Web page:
While her family still joined her in Colorado, it took her husband more than a year and a half to get a work permit. And during that time, Moncada Rodríguez said the family struggled financially with just her income.


“We cried almost every day,” she recalled. But she said she and her husband still gave thanks that their children were in a safe home.


But now that she’s working in Denver Public Schools, she’s been able to connect to other international teachers from various countries, through the institute, and also through the teachers union.


Recently, she said she and the other international teachers she’s met decided to start a guide for newly arrived teachers. Ideally, she said it would include information on clothing drives, financial literacy classes, help with buying a home, immigration lawyers, and more.


“We need all types of information,” she said.


It’s the same kind of help the district’s institute wants to provide.


Denver’s goal: 120 new international teachers next year


As the district has rolled out the supports and launched the institute this year, it’s also hired 64 new visa sponsored teachers for the current school year. That’s brought the total of international teachers with work visas in DPS to 234. For next school year, the district’s goal is to hire 120 new international teachers.


The district plans to use some of the institute’s $1.5 million budget on visits to other countries to help recruit and connect with teachers, but also to help staff to spend time finding resources and helping new teachers.


Finding affordable housing for teachers is a particularly important issue, but Marrero said he’s not interested in being a landlord or managing property.


“There is a healthy way to engage, but there’s also a lot to be said when you have a little bit of separation,” Marrero said. Teachers, he said, “don’t want to be under the DPS thumb.”


Still, the district is exploring relationships with developers, landlords, and city officials. This year, for example, the district was able to negotiate a lower price on a long-term lease for some teachers from the Dominican Republic.


“That’s going to be us leveraging our existing relationships and leveraging also our position,” Marrero said. “Even if it’s just a building. Saying: ‘Can we have X amount of units that we have first dibs on?’ That’s what I’m looking to explore.”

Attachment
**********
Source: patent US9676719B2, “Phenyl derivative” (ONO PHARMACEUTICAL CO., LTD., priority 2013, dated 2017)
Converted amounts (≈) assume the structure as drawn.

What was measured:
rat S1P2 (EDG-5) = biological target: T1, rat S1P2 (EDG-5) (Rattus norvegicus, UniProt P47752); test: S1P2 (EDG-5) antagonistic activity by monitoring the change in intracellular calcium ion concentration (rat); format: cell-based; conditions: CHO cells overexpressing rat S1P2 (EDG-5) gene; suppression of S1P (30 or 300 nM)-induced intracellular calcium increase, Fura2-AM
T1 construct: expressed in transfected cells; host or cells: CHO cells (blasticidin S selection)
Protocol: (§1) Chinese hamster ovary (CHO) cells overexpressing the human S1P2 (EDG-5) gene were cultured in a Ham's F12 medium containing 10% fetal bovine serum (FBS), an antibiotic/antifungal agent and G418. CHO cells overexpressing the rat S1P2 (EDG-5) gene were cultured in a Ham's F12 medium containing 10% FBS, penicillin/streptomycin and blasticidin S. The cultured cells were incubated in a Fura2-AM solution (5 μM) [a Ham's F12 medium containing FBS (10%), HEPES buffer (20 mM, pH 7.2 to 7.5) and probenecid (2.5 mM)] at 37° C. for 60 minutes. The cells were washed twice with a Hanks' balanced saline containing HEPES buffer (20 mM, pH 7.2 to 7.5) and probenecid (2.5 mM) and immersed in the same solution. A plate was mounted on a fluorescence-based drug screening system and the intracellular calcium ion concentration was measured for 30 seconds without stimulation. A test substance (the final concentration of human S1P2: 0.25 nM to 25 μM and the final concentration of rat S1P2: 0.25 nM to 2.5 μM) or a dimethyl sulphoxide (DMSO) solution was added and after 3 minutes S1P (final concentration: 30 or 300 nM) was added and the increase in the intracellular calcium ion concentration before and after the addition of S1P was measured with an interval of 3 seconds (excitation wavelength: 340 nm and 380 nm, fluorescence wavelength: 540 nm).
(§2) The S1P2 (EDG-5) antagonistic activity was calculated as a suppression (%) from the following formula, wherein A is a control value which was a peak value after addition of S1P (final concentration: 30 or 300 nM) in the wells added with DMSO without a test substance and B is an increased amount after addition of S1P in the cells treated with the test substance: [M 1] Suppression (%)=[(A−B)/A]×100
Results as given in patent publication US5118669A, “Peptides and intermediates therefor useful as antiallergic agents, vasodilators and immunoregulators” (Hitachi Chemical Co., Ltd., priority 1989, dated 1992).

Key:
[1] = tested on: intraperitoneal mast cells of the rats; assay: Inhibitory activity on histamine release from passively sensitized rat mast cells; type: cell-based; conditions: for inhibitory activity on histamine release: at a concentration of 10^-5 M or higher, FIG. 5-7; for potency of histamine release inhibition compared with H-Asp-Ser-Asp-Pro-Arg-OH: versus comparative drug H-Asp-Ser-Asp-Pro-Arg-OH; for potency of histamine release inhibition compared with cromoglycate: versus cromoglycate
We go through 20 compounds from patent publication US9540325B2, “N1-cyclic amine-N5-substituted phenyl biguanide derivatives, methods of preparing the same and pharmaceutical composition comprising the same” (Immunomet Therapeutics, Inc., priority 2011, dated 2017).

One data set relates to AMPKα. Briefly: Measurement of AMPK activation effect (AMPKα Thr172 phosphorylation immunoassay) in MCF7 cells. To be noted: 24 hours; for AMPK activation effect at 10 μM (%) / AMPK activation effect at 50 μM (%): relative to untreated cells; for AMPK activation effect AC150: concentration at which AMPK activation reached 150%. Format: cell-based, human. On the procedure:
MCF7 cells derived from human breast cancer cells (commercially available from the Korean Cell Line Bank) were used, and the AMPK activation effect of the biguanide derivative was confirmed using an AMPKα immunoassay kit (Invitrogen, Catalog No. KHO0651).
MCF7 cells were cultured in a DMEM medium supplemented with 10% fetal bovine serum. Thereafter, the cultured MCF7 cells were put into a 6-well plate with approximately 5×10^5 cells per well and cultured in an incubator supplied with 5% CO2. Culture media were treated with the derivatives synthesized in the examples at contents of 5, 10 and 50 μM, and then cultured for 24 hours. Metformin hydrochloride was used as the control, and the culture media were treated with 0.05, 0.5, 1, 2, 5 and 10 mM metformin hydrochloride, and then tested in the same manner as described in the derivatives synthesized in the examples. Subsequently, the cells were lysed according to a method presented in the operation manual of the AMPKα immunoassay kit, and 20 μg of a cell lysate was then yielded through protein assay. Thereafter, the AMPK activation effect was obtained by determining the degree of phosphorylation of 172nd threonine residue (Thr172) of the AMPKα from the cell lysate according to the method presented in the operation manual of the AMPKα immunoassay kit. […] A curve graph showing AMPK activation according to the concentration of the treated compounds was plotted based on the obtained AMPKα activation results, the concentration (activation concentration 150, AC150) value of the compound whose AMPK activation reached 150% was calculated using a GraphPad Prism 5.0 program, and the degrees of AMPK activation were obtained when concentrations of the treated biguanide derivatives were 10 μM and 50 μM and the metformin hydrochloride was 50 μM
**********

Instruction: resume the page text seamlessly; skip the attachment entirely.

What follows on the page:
Moncada Rodríguez continues to look for resources on her own. One issue she hasn’t figured out is how to help her oldest child, who’s graduating this year, pay for college. Since her children are her dependents and she is on a sponsored visa, they can’t get work permits, and they don’t qualify for any of the financial assistance for higher education she’s learned about so far.


“Of course we aren’t asking for everything to come easy or handed to us,” Moncada Rodríguez said. “We love to work and study. But coming here and knowing our kids can’t go to university because of a lack of resources is overwhelming.”


Still, she wants other teachers considering coming to the United States to know that things can get better if they can persist. And she hopes local leaders can learn to be more supportive too.


At her school, Academia Ana Marie Sandoval, she loves that she gets to use her experience as a Montessori teacher working with students from low-income families, and that she’s valued for her Spanish language skills.


She said her fellow teachers have been helpful and supportive, and her connection to the institute means there’s always someone to answer her questions.


Moncada Rodríguez said she’s taken many Denver Public Schools training courses, including one that’s taught her how to do home visits with families of newly arriving migrant students.


“Now the only thing missing is how to get a masters degree,” she said. “I’m working on that next.”



Yesenia Robles is a reporter for Chalkbeat Colorado.  This story was originally published by Chalkbeat.